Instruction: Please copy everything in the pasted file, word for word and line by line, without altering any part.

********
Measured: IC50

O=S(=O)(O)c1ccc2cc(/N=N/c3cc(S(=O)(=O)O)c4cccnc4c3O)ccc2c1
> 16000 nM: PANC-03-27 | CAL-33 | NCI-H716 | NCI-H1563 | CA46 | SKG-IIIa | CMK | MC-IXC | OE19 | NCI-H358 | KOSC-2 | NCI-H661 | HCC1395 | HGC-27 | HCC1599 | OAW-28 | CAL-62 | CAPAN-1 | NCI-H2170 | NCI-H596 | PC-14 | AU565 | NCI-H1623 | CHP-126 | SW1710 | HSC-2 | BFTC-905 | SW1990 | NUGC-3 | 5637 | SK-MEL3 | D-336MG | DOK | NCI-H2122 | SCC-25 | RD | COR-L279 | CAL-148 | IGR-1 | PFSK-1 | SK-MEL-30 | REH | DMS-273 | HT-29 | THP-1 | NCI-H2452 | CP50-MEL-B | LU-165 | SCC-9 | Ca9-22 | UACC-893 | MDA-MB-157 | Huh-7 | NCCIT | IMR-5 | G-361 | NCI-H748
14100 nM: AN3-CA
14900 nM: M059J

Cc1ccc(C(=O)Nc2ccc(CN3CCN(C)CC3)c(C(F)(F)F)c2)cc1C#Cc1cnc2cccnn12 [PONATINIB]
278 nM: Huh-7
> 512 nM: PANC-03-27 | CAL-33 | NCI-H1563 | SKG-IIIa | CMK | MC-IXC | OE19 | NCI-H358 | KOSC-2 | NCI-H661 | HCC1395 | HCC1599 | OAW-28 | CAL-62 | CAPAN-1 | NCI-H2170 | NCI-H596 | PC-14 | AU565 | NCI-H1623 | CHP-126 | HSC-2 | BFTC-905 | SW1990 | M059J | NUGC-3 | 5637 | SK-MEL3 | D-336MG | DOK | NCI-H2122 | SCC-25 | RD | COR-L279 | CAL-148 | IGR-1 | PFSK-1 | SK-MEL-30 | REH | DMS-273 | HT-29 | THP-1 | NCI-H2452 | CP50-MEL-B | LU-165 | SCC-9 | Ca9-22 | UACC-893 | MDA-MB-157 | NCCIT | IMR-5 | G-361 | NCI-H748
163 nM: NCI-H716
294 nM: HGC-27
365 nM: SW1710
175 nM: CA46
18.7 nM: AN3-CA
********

Measured: IC50

O=S(=O)(O)c1ccc2cc(/N=N/c3cc(S(=O)(=O)O)c4cccnc4c3O)ccc2c1
> 16000 nM: PANC-03-27 | CAL-33 | NCI-H716 | NCI-H1563 | CA46 | SKG-IIIa | CMK | MC-IXC | OE19 | NCI-H358 | KOSC-2 | NCI-H661 | HCC1395 | HGC-27 | HCC1599 | OAW-28 | CAL-62 | CAPAN-1 | NCI-H2170 | NCI-H596 | PC-14 | AU565 | NCI-H1623 | CHP-126 | SW1710 | HSC-2 | BFTC-905 | SW1990 | NUGC-3 | 5637 | SK-MEL3 | D-336MG | DOK | NCI-H2122 | SCC-25 | RD | COR-L279 | CAL-148 | IGR-1 | PFSK-1 | SK-MEL-30 | REH | DMS-273 | HT-29 | THP-1 | NCI-H2452 | CP50-MEL-B | LU-165 | SCC-9 | Ca9-22 | UACC-893 | MDA-MB-157 | Huh-7 | NCCIT | IMR-5 | G-361 | NCI-H748
14100 nM: AN3-CA
14900 nM: M059J

Cc1ccc(C(=O)Nc2ccc(CN3CCN(C)CC3)c(C(F)(F)F)c2)cc1C#Cc1cnc2cccnn12 [PONATINIB]
278 nM: Huh-7
> 512 nM: PANC-03-27 | CAL-33 | NCI-H1563 | SKG-IIIa | CMK | MC-IXC | OE19 | NCI-H358 | KOSC-2 | NCI-H661 | HCC1395 | HCC1599 | OAW-28 | CAL-62 | CAPAN-1 | NCI-H2170 | NCI-H596 | PC-14 | AU565 | NCI-H1623 | CHP-126 | HSC-2 | BFTC-905 | SW1990 | M059J | NUGC-3 | 5637 | SK-MEL3 | D-336MG | DOK | NCI-H2122 | SCC-25 | RD | COR-L279 | CAL-148 | IGR-1 | PFSK-1 | SK-MEL-30 | REH | DMS-273 | HT-29 | THP-1 | NCI-H2452 | CP50-MEL-B | LU-165 | SCC-9 | Ca9-22 | UACC-893 | MDA-MB-157 | NCCIT | IMR-5 | G-361 | NCI-H748
163 nM: NCI-H716
294 nM: HGC-27
365 nM: SW1710
175 nM: CA46
18.7 nM: AN3-CA